Progressing the debate
I am deeply disturbed by the low standard of intelligent political debate about pricing pollution. To see politicians arguing over petty definitions of inclusions and exclusions while using scare mongering to halt rational discussion is just plain embarrassing – for them and for us as a nation.
Why are we still arguing about whether we humans are escalating climate change?
Given the evidence, how can you argue that centuries of smoke stacks fed by our depleting reserves of fossil fuel aren’t harming our environment?
Or that polluted rivers and streams clogged by chemical laden sludge aren’t killing us?
There is only one solution and that is stop being so defensive and get on with the job of slowing this change by ditching yesterday’s thinking, methods and systems.
Because intelligent communities are way ahead of us.
To suggest that Australia should be exempt from global action because we only emit 2% of the world’s emissions is naive. Two percent is the same as Italy, yet we have only half of their population. And that’s before you consider the coal we mine, sell and ship to distant ports across China, India, Asia and beyond. Or all of the single use products we make, the bi-products of which are accumulating faster than we can effectively dispose of them. Or the impact of the chemicals we now need to produce our food – simply because we have depleted soil fertility through poor agricultural practices.
It’s a shame that the power of industries embroiled in such short-term thinking have so much influence over the will to manage and limit our contribution to a global solution.
On the face of it energy production from the vast reserves of coal looks like a cheap source, but what is its real cost?
This industry appears to have disproportionate influence over political decision making when weighted against their impact on the environment and local communities.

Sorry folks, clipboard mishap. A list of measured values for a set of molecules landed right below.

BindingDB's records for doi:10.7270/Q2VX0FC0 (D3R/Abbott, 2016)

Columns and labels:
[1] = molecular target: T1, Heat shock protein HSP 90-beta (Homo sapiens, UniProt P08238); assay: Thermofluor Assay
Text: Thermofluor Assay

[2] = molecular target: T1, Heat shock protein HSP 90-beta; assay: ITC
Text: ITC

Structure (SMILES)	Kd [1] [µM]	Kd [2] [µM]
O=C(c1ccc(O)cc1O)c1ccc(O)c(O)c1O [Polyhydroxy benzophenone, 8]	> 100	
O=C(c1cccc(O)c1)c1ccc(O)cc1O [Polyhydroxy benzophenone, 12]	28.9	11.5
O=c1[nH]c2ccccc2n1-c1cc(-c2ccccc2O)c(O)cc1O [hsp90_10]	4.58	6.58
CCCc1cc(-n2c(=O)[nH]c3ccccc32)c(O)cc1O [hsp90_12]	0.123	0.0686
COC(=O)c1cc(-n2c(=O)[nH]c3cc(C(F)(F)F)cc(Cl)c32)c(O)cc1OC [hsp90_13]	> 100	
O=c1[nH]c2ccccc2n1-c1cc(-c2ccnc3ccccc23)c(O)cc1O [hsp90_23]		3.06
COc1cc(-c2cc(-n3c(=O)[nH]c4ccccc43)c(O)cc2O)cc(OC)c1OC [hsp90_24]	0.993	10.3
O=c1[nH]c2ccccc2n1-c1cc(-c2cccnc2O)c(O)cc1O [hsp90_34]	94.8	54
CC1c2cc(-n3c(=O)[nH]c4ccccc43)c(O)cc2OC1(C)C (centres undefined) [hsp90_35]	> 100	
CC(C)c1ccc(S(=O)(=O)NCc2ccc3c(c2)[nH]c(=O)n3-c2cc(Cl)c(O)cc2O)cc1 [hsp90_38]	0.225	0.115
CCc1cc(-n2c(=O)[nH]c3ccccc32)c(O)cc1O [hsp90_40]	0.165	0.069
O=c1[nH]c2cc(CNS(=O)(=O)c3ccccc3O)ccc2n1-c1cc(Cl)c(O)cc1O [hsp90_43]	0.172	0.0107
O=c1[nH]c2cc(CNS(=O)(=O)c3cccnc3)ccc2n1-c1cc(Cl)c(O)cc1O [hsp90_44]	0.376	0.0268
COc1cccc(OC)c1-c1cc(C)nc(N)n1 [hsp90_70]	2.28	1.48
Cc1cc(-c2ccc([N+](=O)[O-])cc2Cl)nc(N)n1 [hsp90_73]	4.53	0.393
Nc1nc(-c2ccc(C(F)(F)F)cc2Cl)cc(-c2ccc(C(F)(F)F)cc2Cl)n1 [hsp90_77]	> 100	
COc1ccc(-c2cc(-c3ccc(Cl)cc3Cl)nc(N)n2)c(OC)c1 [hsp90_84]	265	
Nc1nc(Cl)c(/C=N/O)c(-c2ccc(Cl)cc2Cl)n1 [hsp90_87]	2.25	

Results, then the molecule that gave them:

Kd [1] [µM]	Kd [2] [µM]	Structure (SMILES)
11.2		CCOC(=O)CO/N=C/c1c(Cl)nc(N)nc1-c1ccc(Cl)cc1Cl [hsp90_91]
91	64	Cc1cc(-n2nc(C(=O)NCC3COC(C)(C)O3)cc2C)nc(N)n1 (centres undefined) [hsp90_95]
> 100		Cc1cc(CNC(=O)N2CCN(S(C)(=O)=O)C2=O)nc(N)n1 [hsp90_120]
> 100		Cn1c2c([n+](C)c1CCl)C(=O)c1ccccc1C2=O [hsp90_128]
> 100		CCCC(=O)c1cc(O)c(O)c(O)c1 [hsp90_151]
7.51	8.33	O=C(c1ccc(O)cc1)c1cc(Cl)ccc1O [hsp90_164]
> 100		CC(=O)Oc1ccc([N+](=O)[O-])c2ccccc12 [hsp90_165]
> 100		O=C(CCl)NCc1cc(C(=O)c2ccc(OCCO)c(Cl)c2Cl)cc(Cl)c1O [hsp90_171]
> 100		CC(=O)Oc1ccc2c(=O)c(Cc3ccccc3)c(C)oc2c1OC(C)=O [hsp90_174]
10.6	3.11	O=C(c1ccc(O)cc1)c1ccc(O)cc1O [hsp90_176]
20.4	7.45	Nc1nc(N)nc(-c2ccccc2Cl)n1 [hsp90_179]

Why are we happily selling the environmental future of next generations? Why do we accept it is OK for the coal industry to destroy our hydraulic systems, our farm and grazing lands for a 20 – 50 year window of jobs and profits? It seems to me that what is lacking in the current debate is incentive to change.
All other aspects of production are priced. And yet we don’t seem to be able to translate a pricing practice into one of the key by-products: pollution.
Surely putting a price on pollution is no different to pricing any other element of the production process?
The real challenge, yet to be even discussed, is about what happens to revenue raised. It is vital the funds that flow from pollution pricing do not go to treasury but are invested in development of non-polluting technologies that can compete and eventually replace high-polluting energy sources such as coal.
It is equally important that innovation is accessible for the whole community – not just the fortunate elite able to afford them. This may mean initially subsiding access so we can all convert to less polluting energy.
For too long our environment has been underestimated as the key asset for sustaining human life. In what is effectively a monetary debate driven by short-term greed we forget that this asset has a value. And that value is incalculable until we find another planet that can sustain human life.
Which is why the tone of the current debate is so disturbing. Of all life on this planet, only we humans have the arrogance to think we can fight nature.
My prediction is despite the inane bickering, the bullying, the greed and the destruction, Mother Nature, the greatest scientist of all, will win.
This means that unless we get over this impasse and get on with the business of pricing what is now a free by-product of the production process – we lose.
Ian Kiernan AO
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